17-year-old student living in Jakarta
'Homegoing' by Yaa Gyasi. (Shutterstock/File)
Yaa Gyasi’s debut novel, Homegoing, is, in a word, breathtaking.
It is exhaustive. It is a beautiful refusal to accept anything less than a complete picture of cause and effect. It is both real, based in part on her own experiences, and fictional.
The premise of the novel is simple: two half-sisters and their descendants find themselves on opposite sides of the slave trade. As a result, the narrative is cleaved into the stories of those who remained and were colonized and those who were enslaved by their neighbors.
The two sisters—Effia and Esi—are united for a brief moment in time: one lives in a castle above the dungeons that trap the other. They are only united again through their descendants, six generations later. This divide, a very real and ongoing divide in our world, is one that both sides of the family struggle with. Though neither side is ever completely aware of the other, they are no less tied to ideas of blame and guilt.
Those that remain see their society fractured by the role it played in the betrayal of human dignity. Effia’s descendants, the first of whom are directly tied to the slave trade, face questions of blame on a daily basis. They struggle to accept culpability, acknowledging that they merely helped transport slaves provided by those who now seek to shift the blame somewhere else. They question how a society can blame the British and "sympathizers" for the African slave trade, given its own visible role in the practice.
On the other side of the Atlantic, Esi’s descendants struggle with their identities and the struggle for freedom. Generations are lost from the family tree and families are separated by kidnappings and failed escapes. Perhaps the most potent struggle in this side of the family tree is the struggle with African-American identity and the role slavery plays in it. Can an African-American man be blamed for dressing up as a white man? What power do those still living with the aftermath of slavery have to shape a more positive future?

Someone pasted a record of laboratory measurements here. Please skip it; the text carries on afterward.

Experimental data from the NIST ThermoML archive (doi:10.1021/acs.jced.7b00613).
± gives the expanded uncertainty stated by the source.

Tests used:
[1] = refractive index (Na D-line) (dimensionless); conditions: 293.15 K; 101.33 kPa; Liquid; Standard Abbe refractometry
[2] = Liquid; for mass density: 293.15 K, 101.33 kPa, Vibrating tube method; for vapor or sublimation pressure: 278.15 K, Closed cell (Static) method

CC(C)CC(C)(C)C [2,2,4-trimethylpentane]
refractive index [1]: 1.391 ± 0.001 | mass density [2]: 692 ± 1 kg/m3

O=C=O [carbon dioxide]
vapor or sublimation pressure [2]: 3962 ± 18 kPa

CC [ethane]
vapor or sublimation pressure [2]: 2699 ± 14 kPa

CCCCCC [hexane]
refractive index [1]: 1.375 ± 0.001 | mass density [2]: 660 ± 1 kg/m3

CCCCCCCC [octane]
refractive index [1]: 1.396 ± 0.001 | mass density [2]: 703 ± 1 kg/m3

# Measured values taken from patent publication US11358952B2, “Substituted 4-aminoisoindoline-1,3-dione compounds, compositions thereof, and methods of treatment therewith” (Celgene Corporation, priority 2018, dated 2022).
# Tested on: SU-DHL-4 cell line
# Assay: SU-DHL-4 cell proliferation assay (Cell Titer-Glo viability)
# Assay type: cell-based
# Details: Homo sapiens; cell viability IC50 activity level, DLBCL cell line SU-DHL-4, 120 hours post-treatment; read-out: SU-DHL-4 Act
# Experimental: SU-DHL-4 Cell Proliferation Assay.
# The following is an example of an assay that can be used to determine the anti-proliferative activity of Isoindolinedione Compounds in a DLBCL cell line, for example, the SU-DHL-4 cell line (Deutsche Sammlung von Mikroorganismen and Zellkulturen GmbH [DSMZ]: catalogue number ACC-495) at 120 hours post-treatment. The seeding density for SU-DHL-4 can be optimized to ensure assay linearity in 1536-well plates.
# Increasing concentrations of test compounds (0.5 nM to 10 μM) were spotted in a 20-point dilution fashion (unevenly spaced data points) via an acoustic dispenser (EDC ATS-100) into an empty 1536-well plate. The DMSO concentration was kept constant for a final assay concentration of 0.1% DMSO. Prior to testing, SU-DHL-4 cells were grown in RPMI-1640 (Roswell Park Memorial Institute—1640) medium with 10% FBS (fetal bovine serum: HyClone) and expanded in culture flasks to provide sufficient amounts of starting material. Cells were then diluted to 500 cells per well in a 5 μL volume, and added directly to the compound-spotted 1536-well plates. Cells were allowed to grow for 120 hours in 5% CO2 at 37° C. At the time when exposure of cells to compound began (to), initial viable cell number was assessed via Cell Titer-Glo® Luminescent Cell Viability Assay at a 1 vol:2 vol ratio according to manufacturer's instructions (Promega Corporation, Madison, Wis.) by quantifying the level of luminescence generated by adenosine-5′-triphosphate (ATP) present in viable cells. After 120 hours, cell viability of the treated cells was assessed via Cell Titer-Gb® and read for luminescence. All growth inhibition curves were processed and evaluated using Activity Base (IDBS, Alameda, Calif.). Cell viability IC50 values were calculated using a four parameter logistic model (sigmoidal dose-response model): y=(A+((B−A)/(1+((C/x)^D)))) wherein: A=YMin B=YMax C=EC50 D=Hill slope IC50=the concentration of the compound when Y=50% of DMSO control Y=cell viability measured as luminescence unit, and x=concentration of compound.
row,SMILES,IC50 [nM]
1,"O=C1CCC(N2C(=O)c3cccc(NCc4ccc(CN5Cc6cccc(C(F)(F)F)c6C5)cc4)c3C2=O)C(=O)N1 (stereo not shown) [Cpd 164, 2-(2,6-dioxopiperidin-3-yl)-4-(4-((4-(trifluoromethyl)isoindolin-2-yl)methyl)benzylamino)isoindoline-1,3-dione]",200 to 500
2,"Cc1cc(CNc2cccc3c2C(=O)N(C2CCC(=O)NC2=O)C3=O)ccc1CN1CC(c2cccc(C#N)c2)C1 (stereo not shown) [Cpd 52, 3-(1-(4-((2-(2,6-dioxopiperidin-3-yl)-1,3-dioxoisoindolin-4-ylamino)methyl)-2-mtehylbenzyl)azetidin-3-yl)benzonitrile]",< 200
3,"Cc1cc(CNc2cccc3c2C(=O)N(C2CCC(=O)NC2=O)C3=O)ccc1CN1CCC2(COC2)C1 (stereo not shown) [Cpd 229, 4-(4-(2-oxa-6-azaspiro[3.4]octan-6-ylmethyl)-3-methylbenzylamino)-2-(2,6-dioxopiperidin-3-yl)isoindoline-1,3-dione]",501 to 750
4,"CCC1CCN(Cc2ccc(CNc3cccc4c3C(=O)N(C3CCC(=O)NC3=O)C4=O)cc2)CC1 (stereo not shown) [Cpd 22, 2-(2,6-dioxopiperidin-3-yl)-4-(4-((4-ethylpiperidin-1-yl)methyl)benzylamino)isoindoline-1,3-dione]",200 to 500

Despite bridging two continents and multiple homes, Homegoing is a truly cohesive and coherent novel. Potent imagery and poignant phrases follow the generations, serving as a reminder to the role of the past in the present. Descriptions of home-life in African compounds are just as vivid as depictions of life in the Harlem Renaissance. Yaa Gyasi is as comfortable writing the African story as she is the American one.
Is this novel primarily African fiction, or American fiction? Parallels may be drawn between it and Achebe’s Things Fall Apart, but it also echoes contemporary African-American literature. It is at once an African story, American story and human story.
As a result of its beautiful writing and compelling plot, Homegoing leaves readers awed and educated. No doubt, the ending of the novel offers hope that regardless of divides and of how far we have gone from home, we can always return in some form.
This book is a brilliant look into the impact of slavery not just in the United States, where the topic has often been analyzed, but in seldom-considered Africa. With simple yet poetic prose, Homegoing is easily accessible to a range of readers regardless of their understandings of American or African history.
Though a work of fiction, its sturdy basis in reality make this book a fabulous tool in understanding the repercussions of the African slave trade today. (kes)
Allison Graham is a 17-year-old student living in Jakarta. She’s an Irish-American triplet born just across the water in Singapore, but since then has lived in Mexico, China, Australia, Chile, Oman, and the United States. She loves stories—spoken or written—wildlife, as well as unicycling and juggling (though not at the same time).
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